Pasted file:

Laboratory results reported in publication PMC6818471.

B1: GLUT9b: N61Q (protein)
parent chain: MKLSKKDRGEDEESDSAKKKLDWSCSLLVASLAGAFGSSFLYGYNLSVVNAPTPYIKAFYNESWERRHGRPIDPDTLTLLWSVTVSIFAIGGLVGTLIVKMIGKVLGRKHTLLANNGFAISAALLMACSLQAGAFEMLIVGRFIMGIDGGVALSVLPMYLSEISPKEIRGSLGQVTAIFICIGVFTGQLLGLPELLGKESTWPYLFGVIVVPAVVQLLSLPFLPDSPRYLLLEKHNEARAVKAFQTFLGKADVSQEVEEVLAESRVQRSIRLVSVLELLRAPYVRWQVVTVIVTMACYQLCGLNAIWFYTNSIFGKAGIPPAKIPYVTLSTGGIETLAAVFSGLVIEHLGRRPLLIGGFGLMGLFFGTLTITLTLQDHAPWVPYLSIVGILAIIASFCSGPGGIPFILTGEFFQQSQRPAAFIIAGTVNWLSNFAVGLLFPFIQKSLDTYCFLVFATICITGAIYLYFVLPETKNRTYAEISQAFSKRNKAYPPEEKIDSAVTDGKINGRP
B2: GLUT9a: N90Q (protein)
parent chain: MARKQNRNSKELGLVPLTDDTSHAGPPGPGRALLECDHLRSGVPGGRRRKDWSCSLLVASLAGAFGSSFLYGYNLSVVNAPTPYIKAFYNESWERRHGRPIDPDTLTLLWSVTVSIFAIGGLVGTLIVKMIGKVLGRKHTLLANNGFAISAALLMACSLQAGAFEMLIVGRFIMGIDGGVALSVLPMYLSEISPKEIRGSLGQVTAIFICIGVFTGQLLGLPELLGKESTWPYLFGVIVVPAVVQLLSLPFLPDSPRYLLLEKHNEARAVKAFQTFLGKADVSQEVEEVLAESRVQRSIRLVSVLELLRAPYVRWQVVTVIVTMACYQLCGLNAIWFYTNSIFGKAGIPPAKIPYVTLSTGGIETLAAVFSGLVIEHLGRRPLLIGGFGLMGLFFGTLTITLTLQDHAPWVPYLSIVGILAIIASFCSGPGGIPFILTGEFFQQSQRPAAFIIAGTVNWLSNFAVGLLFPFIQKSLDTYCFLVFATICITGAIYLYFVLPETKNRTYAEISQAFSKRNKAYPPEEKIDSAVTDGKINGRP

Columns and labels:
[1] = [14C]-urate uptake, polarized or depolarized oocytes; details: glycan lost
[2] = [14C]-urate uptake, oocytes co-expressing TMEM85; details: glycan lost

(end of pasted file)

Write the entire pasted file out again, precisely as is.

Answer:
Laboratory results reported in publication PMC6818471.

B1: GLUT9b: N61Q (protein)
parent chain: MKLSKKDRGEDEESDSAKKKLDWSCSLLVASLAGAFGSSFLYGYNLSVVNAPTPYIKAFYNESWERRHGRPIDPDTLTLLWSVTVSIFAIGGLVGTLIVKMIGKVLGRKHTLLANNGFAISAALLMACSLQAGAFEMLIVGRFIMGIDGGVALSVLPMYLSEISPKEIRGSLGQVTAIFICIGVFTGQLLGLPELLGKESTWPYLFGVIVVPAVVQLLSLPFLPDSPRYLLLEKHNEARAVKAFQTFLGKADVSQEVEEVLAESRVQRSIRLVSVLELLRAPYVRWQVVTVIVTMACYQLCGLNAIWFYTNSIFGKAGIPPAKIPYVTLSTGGIETLAAVFSGLVIEHLGRRPLLIGGFGLMGLFFGTLTITLTLQDHAPWVPYLSIVGILAIIASFCSGPGGIPFILTGEFFQQSQRPAAFIIAGTVNWLSNFAVGLLFPFIQKSLDTYCFLVFATICITGAIYLYFVLPETKNRTYAEISQAFSKRNKAYPPEEKIDSAVTDGKINGRP
B2: GLUT9a: N90Q (protein)
parent chain: MARKQNRNSKELGLVPLTDDTSHAGPPGPGRALLECDHLRSGVPGGRRRKDWSCSLLVASLAGAFGSSFLYGYNLSVVNAPTPYIKAFYNESWERRHGRPIDPDTLTLLWSVTVSIFAIGGLVGTLIVKMIGKVLGRKHTLLANNGFAISAALLMACSLQAGAFEMLIVGRFIMGIDGGVALSVLPMYLSEISPKEIRGSLGQVTAIFICIGVFTGQLLGLPELLGKESTWPYLFGVIVVPAVVQLLSLPFLPDSPRYLLLEKHNEARAVKAFQTFLGKADVSQEVEEVLAESRVQRSIRLVSVLELLRAPYVRWQVVTVIVTMACYQLCGLNAIWFYTNSIFGKAGIPPAKIPYVTLSTGGIETLAAVFSGLVIEHLGRRPLLIGGFGLMGLFFGTLTITLTLQDHAPWVPYLSIVGILAIIASFCSGPGGIPFILTGEFFQQSQRPAAFIIAGTVNWLSNFAVGLLFPFIQKSLDTYCFLVFATICITGAIYLYFVLPETKNRTYAEISQAFSKRNKAYPPEEKIDSAVTDGKINGRP

Columns and labels:
[1] = [14C]-urate uptake, polarized or depolarized oocytes; details: glycan lost
[2] = [14C]-urate uptake, oocytes co-expressing TMEM85; details: glycan lost